PORTSMOUTH, Va. (WAVY) — Team members from Portsmouth-based, non-profit Mercy Chefs are on their way to Florida to help feed those impacted by Hurricane Ian.

They’re staging in Tallahassee to be ready to serve as soon as Hurricane Ian moves through.

Mercy Chefs Founders Gary and Ann LeBlanc say they’re preparing for this to be one of their biggest, if not the biggest, Mercy Chefs response yet.

“We’re anticipating this to be one of our largest, if not our largest response in our history, so that calculates out between 20,000 and 25,000 meals daily,” said Founder, Gary LeBlanc.

The team just opened a storehouse in Tanner, Alabama, near Huntsville, that houses food, water and equipment to help them better prepare for deploying quickly to disasters in the Gulf and Southeast.

“Having the storehouse here in Tanner is a complete game changer for us; we are able to get equipment, supplies, even staff so much closer to the point of need,” said LeBlanc. “From Tanner, we can get to the east coast, we can get to the gulf coast, we can get all the way back to Texas and Oklahoma and then up into the midwestern part of the country so it’s a very strategic location for us.”

They are planning to have four or five remote distribution sites in the Tampa area where they’ll send food out from their central hub. LeBlanc says they’re expecting to serve between 20,000 and 25,000 meals daily.

“We want to make sure it’s the very best meal that we can serve in any given circumstance,” said LeBlanc. “We believe something amazing happens when you share a meal with someone and we get to do that with victims, we get to do that with other volunteer organizations and we get to do that with search and rescue as well.”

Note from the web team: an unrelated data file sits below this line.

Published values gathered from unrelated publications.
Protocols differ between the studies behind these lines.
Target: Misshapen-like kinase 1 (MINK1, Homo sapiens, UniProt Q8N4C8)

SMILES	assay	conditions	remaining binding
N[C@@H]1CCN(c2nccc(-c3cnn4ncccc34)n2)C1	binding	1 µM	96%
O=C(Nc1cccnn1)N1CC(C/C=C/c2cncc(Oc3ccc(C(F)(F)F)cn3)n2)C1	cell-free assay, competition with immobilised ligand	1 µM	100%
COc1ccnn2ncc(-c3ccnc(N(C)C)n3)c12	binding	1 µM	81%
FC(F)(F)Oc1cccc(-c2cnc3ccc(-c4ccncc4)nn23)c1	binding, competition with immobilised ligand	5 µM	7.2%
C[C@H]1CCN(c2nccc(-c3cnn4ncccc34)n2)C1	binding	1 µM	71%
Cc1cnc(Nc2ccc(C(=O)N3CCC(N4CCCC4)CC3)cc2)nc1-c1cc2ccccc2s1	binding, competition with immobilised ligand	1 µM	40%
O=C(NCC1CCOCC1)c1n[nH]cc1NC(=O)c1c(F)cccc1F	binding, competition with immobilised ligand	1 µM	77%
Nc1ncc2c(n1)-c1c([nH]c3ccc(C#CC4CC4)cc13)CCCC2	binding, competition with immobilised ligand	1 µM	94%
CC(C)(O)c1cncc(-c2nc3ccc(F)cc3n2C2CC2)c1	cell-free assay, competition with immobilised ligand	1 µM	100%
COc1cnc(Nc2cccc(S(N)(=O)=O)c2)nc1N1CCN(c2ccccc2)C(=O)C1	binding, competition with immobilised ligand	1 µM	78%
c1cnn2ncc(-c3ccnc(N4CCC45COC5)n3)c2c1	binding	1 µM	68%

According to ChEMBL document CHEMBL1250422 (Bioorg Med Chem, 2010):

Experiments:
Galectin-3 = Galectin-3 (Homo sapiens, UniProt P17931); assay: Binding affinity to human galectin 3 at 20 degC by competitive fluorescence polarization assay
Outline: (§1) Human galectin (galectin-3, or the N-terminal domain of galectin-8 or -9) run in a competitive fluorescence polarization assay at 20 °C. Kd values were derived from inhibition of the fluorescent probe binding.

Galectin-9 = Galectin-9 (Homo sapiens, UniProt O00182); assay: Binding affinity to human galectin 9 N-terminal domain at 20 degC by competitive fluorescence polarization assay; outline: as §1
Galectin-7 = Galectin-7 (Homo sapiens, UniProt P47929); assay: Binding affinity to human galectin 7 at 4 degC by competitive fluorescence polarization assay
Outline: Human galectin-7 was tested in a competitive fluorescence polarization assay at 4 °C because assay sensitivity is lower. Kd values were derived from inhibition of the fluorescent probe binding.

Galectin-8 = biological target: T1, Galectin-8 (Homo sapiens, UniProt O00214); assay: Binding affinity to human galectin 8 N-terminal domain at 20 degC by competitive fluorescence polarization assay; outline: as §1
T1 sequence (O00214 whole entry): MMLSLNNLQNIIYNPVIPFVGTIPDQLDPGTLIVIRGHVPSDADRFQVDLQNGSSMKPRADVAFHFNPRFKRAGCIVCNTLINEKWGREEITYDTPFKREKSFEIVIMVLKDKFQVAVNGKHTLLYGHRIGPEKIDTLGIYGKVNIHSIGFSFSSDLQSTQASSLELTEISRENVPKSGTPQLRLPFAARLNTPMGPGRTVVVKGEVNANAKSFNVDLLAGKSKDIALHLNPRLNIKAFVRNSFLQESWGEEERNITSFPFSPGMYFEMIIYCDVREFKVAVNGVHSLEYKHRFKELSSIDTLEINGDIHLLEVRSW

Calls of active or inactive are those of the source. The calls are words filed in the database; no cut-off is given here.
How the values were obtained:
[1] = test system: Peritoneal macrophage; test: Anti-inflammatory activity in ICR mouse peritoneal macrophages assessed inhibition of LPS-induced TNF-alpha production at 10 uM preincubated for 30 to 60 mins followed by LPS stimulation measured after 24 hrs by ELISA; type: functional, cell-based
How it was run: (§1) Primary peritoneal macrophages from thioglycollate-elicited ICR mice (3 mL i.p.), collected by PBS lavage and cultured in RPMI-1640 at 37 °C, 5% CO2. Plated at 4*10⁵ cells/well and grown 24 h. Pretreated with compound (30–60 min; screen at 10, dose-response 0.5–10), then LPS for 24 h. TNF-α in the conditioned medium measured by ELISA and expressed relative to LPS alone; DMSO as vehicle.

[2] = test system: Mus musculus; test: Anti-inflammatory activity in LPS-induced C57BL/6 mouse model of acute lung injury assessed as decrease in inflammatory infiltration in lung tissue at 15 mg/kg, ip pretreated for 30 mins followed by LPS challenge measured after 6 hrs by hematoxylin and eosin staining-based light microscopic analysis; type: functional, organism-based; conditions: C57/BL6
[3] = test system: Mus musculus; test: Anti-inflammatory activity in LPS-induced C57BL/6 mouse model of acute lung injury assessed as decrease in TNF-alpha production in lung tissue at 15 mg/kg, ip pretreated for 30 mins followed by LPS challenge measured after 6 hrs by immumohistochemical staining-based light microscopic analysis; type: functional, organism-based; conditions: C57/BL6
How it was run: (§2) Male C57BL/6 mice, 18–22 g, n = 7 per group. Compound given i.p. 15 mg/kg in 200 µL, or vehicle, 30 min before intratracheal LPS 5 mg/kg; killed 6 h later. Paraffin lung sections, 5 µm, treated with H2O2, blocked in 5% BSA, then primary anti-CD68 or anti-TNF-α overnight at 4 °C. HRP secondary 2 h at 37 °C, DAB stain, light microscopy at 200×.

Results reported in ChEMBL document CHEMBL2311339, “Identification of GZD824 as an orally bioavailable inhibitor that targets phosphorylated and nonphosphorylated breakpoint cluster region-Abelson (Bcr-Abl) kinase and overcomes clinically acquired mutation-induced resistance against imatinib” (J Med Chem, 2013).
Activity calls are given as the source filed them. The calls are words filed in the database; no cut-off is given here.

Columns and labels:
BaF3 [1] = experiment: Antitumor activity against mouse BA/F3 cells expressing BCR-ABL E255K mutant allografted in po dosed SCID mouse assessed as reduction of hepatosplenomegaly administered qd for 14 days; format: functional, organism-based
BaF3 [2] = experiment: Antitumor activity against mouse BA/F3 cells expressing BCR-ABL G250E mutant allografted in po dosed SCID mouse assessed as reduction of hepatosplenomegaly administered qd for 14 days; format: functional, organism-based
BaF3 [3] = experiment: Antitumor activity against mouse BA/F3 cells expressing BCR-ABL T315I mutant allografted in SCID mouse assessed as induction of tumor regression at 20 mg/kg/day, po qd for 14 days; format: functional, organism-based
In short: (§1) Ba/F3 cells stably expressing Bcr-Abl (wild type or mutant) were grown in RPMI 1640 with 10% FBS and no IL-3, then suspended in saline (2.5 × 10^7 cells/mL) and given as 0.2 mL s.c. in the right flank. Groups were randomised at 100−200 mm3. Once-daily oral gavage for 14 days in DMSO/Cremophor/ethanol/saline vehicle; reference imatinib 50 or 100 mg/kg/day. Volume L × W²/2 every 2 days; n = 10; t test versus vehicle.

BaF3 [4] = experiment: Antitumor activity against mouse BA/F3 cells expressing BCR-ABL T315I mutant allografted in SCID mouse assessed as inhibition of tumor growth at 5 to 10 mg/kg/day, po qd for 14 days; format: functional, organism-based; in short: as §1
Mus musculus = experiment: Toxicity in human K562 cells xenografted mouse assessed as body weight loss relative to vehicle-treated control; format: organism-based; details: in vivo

Mercy Chefs also responded to Florida last summer after the Surfside Condominium Collapsed. They say they made a lot of lasting connections during the event, and that’s why they’ve been chosen to be the primary feeder at the State Emergency Operations Center.

“We made many lasting friendships with those men and women who just did unspeakable work and we fed them in a way they’ve never been fed before,” said LeBlanc. “The love of mercy chefs came through on those plates of food that we gave to them.”

The team is planning to have four or five remote distribution sites where they’ll send food out from their central hub, which will likely be based in Punta Gorda or Venice. They also have thousands more volunteers ready to respond.

“We have volunteers coming from Ohio, Texas, Virginia, the Carolinas, Tennessee, Kentucky and Alabama, so these volunteers that work with us over and over are also on their way in,” said LeBlanc.

[They’re] making sure the love from Hampton Roads is felt during the worst of times.

“We believe something amazing happens when you share a meal with someone and we get to do that with victims, we get to do that with other volunteer organizations and we get to do that with search and rescue as well,” said LeBlanc.

Mercy Chefs still has volunteers in Puerto Rico after Hurricane Fiona moved through and they also still have volunteers serving in Ukraine.

If you’d like more information on how you can help with their mission, and their expensive grocery bills, visit their website.